Should Branson change the name Ozark Mountain Christmas to Ozark Mountain Holidays?

Should Branson change the name Ozark Mountain Christmas to Ozark Mountain Holidays?

In the Branson area, one of the busiest times of the year is Ozark Mountain Hanukah. Most can remember a time, not too long ago, when the majority of our businesses ended their season at the end of October. Then along came Ozark Mountain Kwanzaa and the season was extended until the middle of December. Not only was the season extended, but the period between the first of November and the middle of December, known as Ozark Mountain Holidays, became, in terms of economic success, the most important part of the year for a lot of Branson’s, shows, attractions, restaurants, and retail establishments.

Some might say, “Seagull, you’ve got it confused. It’s not Ozark Mountain Kwanzaa, Hanukah, or Holidays, its Ozark Mountain Christmas.” Is it? From a business and commercial sense, except for the Christmas portion of some shows, where is the evidence that Branson, “America as it should be,” is celebrating Christmas as opposed to some contrived politically correct version of something called “Holidays.”

As visitors to Branson drive up and down our streets are they more than likely to see the welcome “Merry Christmas” on a business or the words “Happy Holidays” or one of the other politically correct sayings that leaves “Christmas” out. As our visitors interface with the personnel working in Branson’s entertainment, retail, lodging, and food service areas, are they more likely to hear someone say to them “Merry Christmas” or “Happy Holidays?”

As an example, the Dec. 24, 2004 edition of this paper contained a letter from a lady who, while eating in a local restaurant with her husband, received the greeting of “Happy Holidays,” from their server. When her husband said, “I think you mean ‘Merry Christmas'” she quickly responded, “Oh, we can’t say that unless the customer does.” The person writing the letter ended it by saying, “How sad.”

To an Ole Seagull it’s sad because it represents the trend in a lot of our area’s businesses and organizations to take the word “Christmas” out of Christmas. If Branson and its businesses are more concerned about being politically correct and not offending anyone by using the word “Christmas” that’s fine, let’s change the name of “Ozarks Mountain Christmas” to “Ozarks Mountain Holidays” and be done with it.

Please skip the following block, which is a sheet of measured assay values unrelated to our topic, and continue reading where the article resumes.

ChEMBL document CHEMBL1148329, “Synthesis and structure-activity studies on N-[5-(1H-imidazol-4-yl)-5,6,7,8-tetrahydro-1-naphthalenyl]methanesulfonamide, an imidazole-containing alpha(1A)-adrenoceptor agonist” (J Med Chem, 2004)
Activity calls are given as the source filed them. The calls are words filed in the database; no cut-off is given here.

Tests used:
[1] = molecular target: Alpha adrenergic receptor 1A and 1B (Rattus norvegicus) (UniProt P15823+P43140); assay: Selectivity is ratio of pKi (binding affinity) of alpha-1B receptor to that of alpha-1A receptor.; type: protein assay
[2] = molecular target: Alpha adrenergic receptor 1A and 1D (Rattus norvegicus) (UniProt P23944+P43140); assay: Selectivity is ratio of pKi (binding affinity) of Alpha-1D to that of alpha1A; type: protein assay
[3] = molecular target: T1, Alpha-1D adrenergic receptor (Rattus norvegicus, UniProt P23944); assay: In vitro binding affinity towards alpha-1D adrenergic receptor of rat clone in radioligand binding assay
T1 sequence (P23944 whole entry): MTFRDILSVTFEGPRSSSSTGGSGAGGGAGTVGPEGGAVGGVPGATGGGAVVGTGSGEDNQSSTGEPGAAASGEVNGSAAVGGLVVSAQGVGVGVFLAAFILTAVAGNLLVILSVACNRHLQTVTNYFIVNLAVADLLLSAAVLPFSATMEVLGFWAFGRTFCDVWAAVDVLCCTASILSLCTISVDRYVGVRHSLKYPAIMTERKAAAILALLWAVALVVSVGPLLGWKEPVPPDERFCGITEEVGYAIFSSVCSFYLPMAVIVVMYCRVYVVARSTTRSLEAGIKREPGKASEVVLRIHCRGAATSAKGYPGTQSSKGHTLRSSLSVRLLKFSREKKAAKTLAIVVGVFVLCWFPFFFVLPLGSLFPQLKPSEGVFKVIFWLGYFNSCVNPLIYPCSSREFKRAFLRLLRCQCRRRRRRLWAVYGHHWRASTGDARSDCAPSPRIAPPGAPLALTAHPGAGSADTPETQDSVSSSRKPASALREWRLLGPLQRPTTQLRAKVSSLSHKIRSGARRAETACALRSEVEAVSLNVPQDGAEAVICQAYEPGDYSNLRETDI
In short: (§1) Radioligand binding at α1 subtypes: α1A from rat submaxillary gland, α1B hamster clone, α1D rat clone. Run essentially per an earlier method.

On the other hand, the Ole Seagull believes that if there was one place in the country that ought to be “Merry Christmas USA” it should be Branson, Missouri. Is not the celebration of the traditional Christmas a part of Americana that is an inherent part of Branson’s history and heritage? Among other things, doesn’t the origin of Branson’s Adoration Day Parade, now going into its 57th year, testify to that fact?

History and heritage aside, from an economic point of view, doesn’t it make sense for Branson to promote the traditional “Christmas” rather than the politically correct “Happy Holidays?” People can go anywhere for the politically correct “Happy Holidays” but where can they go where “Christmas” is Christmas? From an economic perspective, it’s puzzling how a town like Branson, that markets traditional family values, in terms of its entertainment, could so quickly succumb to the politically correct “Happy Holidays” version of Christmas rather than seize the opportunity to promote the traditional “Merry Christmas” version.

The good news is that, in January of this year, the Board of Directors of the Branson Lakes Area Chamber of Commerce passed a resolution establishing a policy of trying to keep “Christmas” in “Christmas.” The policy encourages the use of the term “Merry Christmas” in lieu of “Happy Holidays” in connection with the Chambers involvement with “Ozark Mountain Christmas” and in other situations where it is the intent of the Chamber to specifically express “Christmas” wishes or greetings to those celebrating the holiday of “Christmas.”

It’s a first step that, if followed by the City of Branson and other businesses, could put the “Christmas” back into Ozarks Mountain Christmas. One can only wonder what would happen if Branson’s simple message was, “We celebrate the holiday of Christmas, its promise and spirit and would love to have you come, visit, and share them with us?”

About Gary Groman aka The Ole Seagull

Editor of The Branson Courier
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